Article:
This has been a particularly difficult week if you’re seeking positivity and good news from the news. I know it’s out there, but overshadowed by some truly traumatic stories.
I almost didn’t post, but then I remembered how much my weekly publishing record means to me. That’s when I decided to start small, by looking closer to home to find something – anything – that brings me peace.
Recently, a friend recommended the book, “The Boy, the Mole, the Fox, and the Horse,” by Charlie Mackesy. (Thank you, Ingrid!). I read it, reread it, and then read it again. If you haven’t read it, I highly recommend it.
I kept coming back to the page bearing the words:
“Sometimes,” said the horse. “Sometimes what?” asked the boy.“Sometimes just getting up and carrying on is brave and magnificent.”
It’s true. Sometimes, just showing up is a start. Just being. Some days, that’s as good as it will get and that’s okay. Showing up for ourselves, our families (currently via text and FaceTime calls), our coworkers (even if it is on a zoom call), our neighbors (waving from a distance while masked). We’re doing our best to show up and that takes courage. Especially during this shared experience.
During my telemed call with my doc, he asked what I’ve been doing each day – how I’m coping. I’m not even sure what I said. We talked about my sleep and taking melatonin – I’ve taken it a few times, not every night. It’s helped. We talked about using less pillows when I sleep. I’m a side sleeper, on my left. Sleeping on my back and my right side is nearly impossible. He thinks propping my head up could be pulling on the nerve roots in my neck, causing my left arm to become numb with nerve pain extending down to my fingertips. That happens every night, lasting until sometime in the early afternoon. (It’s 1:15 p.m. and I still have that painful, slammed-my-funny-bone-nerve-on-something-sharp sensation. Not a good feeling). He suggested an MRI, saying I could come into Manhattan or have one done here in Brooklyn. I declined. He understands my hesitation about taking the subway and going to medical offices at the moment. No thanks. (And, by the way, I tried sleeping with less pillows last night, it helped a little. But there’s still that annoying nerve elbow situation. Oh well. It’s a start).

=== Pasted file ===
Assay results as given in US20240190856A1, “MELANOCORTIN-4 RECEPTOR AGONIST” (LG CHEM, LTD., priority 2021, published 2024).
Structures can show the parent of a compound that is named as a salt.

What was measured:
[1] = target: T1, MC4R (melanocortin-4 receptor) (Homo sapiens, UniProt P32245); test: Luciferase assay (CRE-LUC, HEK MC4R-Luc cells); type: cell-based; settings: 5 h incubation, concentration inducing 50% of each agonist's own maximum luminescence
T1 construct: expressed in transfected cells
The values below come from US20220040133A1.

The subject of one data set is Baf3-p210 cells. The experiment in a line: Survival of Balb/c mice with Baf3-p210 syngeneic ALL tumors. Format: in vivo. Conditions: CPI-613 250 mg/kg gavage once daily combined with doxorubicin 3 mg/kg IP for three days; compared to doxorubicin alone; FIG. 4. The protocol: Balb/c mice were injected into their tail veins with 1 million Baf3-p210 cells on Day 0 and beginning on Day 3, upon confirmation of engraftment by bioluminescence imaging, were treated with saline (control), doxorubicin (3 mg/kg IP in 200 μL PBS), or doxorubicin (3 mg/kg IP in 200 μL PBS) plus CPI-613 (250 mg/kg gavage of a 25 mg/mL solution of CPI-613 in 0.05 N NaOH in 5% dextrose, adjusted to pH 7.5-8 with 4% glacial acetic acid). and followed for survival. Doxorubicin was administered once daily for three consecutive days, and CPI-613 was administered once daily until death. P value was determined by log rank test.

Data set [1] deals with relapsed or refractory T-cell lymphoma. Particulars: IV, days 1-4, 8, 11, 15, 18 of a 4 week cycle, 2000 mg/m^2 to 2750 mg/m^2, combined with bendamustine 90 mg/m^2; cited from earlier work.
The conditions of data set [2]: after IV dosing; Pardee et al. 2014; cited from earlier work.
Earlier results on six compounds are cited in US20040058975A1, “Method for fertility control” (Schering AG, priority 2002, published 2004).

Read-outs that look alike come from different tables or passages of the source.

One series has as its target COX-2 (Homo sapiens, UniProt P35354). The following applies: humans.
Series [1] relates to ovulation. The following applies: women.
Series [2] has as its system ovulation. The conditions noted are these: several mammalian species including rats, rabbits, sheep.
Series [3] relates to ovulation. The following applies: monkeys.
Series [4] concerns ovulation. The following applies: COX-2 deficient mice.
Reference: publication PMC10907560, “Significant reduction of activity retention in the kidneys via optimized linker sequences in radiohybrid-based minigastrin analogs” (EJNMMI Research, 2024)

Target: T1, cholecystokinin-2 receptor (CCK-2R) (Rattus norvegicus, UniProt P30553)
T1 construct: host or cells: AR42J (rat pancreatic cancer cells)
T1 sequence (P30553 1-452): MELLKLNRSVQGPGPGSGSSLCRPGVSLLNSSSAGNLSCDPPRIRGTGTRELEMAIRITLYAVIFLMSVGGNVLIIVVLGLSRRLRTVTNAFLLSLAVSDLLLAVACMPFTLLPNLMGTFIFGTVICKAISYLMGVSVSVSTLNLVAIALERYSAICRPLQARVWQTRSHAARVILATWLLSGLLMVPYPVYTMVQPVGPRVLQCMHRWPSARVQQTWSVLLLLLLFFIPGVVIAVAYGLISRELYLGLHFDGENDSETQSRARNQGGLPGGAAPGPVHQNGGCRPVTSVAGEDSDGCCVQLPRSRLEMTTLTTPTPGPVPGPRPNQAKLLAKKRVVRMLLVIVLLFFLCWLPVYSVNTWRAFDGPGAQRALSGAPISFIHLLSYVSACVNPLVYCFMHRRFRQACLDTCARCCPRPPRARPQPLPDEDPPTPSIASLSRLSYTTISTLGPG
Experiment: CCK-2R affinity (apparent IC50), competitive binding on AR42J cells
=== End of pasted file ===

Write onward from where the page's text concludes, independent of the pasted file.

It was just a short check in call, over in about ten minutes. He’d asked about my day to day, and I completely forgot to tell him about our plants. (This is a terrible segue from neck nerves to gardening. I apologize.)
My gal and I have become obsessed with having a garden. As we have zero access to any green space, we’re creating an urban garden, (see the included collage). We also have one Zamioculcas zamiifolia aka ZZ plant in our kitchen. (That’s the gorgeous green plant in the stripe-patterned pot).
The seedlings will hopefully grow to be full grown zinnias and calendula flowers. My gal has a naturally green thumb. However, my past plant experiences aren’t great. 😬 She keeps trying to get me to stop saying that. This time is not that time. These plants are not the ones from before. Begin positively. She’s right, of course. But since we’re doing this together, I’d love for it to go well.
Taking care of these plants has brought us a ridiculous amount of joy. Checking on them. Watering them. Rearranging them, more than once. We’re two hovering plant moms. (As I could be a professional hoverer, this is not a stretch for me).
I’m also reading more. More non-fiction, new authors. It helps me spend less time on my phone, (away from distracting apps), and my iPad (where Hulu and Netflix wait, though I love both).
Find something – big or small – to take the sting out of what’s outside, out of what’s on the news, what people say.
That’s what I’m trying to do. I’m trying to go through each day, without freaking out over the news or the pandemic or missing the rest of my family. I’m trying to be brave. Sometimes, that effort falters a bit and I show my worry. That helps too. It helps to say things out loud. Saying we’re afraid doesn’t make us less brave. I think it shows our strength in being honest enough to admit our truth. It’s the same with showing up. We don’t have to have all the answers, know every escape plan. We just have to be. Our presence is enough. Maybe clarity will show up also. Maybe it won’t. And that’s okay.
I can’t fix everything. But I can show up. And that is brave and magnificent.
Wishing each of you things – big and small – that bring you peace and joy. May this week be a calm, low pain one – both physically and emotionally – for all of us.
Peace and painlessness,
#thisiswhatsicklookslike #rsd #crps #arachnoiditis
The Boy, the Mole, the Fox, and the Horse, by Charles Mackesy, © 2019 HarperCollins Publishers.